Despite the progress that has been made, Rwanda’s economic, political and social recovery is hampered by two obstacles. The first obstacle is security. Rwanda is involved in a war in neighboring Congo that is draining its national resources. A few months after they were driven into Congo, the militias and Hutu army regrouped in refugee camps along the border and began launching attacks into Rwanda. In response, Kagame’s troops penetrated Congo, dismantled the refugee camps and established a security zone along the border.
When the attacks continued, Rwanda backed Congolese rebels in overthrowing Mobutu, Congo’s former dictator who had supported the Hutu army. To this day, Rwandan troops are still in Congo embroiled in a war against the new government in Congo, which has armed and provided a safe-haven to the perpetrators of the genocide in Rwanda. The war in Congo is very complicated and has drawn in over 10 African countries. However, Kagame is one of the leaders who signed a peace agreement and he reiterated his commitment to abide by the terms of that agreement provided that the government of Congo does the same.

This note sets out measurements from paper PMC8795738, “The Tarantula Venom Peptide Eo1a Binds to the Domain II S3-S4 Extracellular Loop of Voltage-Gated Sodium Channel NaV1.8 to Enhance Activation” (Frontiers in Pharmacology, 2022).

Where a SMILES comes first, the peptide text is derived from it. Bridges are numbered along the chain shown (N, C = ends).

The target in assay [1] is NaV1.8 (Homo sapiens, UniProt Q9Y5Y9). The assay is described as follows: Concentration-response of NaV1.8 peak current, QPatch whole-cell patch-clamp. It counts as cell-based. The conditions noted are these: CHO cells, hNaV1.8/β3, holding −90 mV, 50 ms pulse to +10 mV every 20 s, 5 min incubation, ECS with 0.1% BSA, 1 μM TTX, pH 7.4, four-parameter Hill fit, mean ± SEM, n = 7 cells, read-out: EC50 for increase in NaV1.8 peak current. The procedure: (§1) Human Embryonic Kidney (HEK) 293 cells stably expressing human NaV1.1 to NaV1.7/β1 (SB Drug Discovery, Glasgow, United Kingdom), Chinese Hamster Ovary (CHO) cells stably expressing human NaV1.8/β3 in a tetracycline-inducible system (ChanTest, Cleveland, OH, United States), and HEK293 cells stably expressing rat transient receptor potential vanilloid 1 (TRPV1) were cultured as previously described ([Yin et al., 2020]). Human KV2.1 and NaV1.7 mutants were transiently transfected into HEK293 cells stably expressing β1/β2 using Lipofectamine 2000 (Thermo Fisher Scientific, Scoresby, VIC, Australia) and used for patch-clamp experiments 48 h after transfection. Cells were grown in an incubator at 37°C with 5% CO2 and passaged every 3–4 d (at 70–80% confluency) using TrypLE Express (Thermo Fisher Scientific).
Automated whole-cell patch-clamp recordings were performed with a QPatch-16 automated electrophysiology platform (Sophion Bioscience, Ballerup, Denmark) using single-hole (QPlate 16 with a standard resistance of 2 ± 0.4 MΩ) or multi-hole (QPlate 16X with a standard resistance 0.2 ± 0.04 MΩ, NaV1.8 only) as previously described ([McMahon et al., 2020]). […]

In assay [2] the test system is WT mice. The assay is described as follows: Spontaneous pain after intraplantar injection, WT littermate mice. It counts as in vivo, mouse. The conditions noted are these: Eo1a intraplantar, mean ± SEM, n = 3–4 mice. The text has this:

A second obstacle to Rwanda’s recovery is AIDS. Kagame pointed out that 11% of Rwanda’s population is infected with HIV/AIDS. During the 1994 genocide, HIV was used as a weapon in the ethnic cleansing directed towards the Tutsi population. Women were intentionally raped by men infected with the virus. Of the women raped, 60% tested positive for HIV. Rwanda is one of the three countries in Africa that has reached agreement with international pharmaceutical companies in order to have access to antiretroviral drugs, at reduced prices, so as to treat those with HIV/AIDS.
President Kagame’s military and political skills have been critical in leading Rwanda along the journey from hell to hope. These skills will be needed and tested as his challenge changes from one of restoring stability to that of establishing a sustainable strategy for the country’s future.

February 12, 2001